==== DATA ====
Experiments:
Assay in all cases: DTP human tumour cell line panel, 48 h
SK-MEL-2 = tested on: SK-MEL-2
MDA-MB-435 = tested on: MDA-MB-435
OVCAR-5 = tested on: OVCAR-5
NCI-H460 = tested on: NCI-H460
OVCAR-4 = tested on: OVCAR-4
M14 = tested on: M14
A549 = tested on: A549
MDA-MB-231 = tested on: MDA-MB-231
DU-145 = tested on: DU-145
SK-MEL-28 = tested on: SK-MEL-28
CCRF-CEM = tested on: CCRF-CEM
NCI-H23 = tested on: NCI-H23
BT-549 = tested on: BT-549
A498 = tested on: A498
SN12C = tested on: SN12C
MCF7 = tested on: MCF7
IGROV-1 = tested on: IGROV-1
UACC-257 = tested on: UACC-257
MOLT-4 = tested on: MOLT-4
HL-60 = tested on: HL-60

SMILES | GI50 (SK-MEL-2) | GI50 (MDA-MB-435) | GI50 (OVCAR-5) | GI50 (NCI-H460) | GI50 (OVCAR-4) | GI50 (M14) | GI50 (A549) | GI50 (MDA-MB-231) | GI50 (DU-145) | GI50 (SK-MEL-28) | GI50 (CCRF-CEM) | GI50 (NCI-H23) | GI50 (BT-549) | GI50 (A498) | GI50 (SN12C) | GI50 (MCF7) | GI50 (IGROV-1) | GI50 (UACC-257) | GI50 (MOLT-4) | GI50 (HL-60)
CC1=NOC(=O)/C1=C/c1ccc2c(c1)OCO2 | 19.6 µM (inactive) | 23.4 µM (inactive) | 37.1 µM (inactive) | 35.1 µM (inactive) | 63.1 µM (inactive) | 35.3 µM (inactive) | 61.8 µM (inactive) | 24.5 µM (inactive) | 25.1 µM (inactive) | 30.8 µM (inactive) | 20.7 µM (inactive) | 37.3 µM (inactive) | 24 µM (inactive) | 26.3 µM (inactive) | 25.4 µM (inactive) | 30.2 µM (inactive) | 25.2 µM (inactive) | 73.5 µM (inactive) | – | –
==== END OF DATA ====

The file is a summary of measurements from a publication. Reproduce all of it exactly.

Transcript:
Experiments:
Assay in all cases: DTP human tumour cell line panel, 48 h
SK-MEL-2 = tested on: SK-MEL-2
MDA-MB-435 = tested on: MDA-MB-435
OVCAR-5 = tested on: OVCAR-5
NCI-H460 = tested on: NCI-H460
OVCAR-4 = tested on: OVCAR-4
M14 = tested on: M14
A549 = tested on: A549
MDA-MB-231 = tested on: MDA-MB-231
DU-145 = tested on: DU-145
SK-MEL-28 = tested on: SK-MEL-28
CCRF-CEM = tested on: CCRF-CEM
NCI-H23 = tested on: NCI-H23
BT-549 = tested on: BT-549
A498 = tested on: A498
SN12C = tested on: SN12C
MCF7 = tested on: MCF7
IGROV-1 = tested on: IGROV-1
UACC-257 = tested on: UACC-257
MOLT-4 = tested on: MOLT-4
HL-60 = tested on: HL-60

SMILES | GI50 (SK-MEL-2) | GI50 (MDA-MB-435) | GI50 (OVCAR-5) | GI50 (NCI-H460) | GI50 (OVCAR-4) | GI50 (M14) | GI50 (A549) | GI50 (MDA-MB-231) | GI50 (DU-145) | GI50 (SK-MEL-28) | GI50 (CCRF-CEM) | GI50 (NCI-H23) | GI50 (BT-549) | GI50 (A498) | GI50 (SN12C) | GI50 (MCF7) | GI50 (IGROV-1) | GI50 (UACC-257) | GI50 (MOLT-4) | GI50 (HL-60)
CC1=NOC(=O)/C1=C/c1ccc2c(c1)OCO2 | 19.6 µM (inactive) | 23.4 µM (inactive) | 37.1 µM (inactive) | 35.1 µM (inactive) | 63.1 µM (inactive) | 35.3 µM (inactive) | 61.8 µM (inactive) | 24.5 µM (inactive) | 25.1 µM (inactive) | 30.8 µM (inactive) | 20.7 µM (inactive) | 37.3 µM (inactive) | 24 µM (inactive) | 26.3 µM (inactive) | 25.4 µM (inactive) | 30.2 µM (inactive) | 25.2 µM (inactive) | 73.5 µM (inactive) | – | –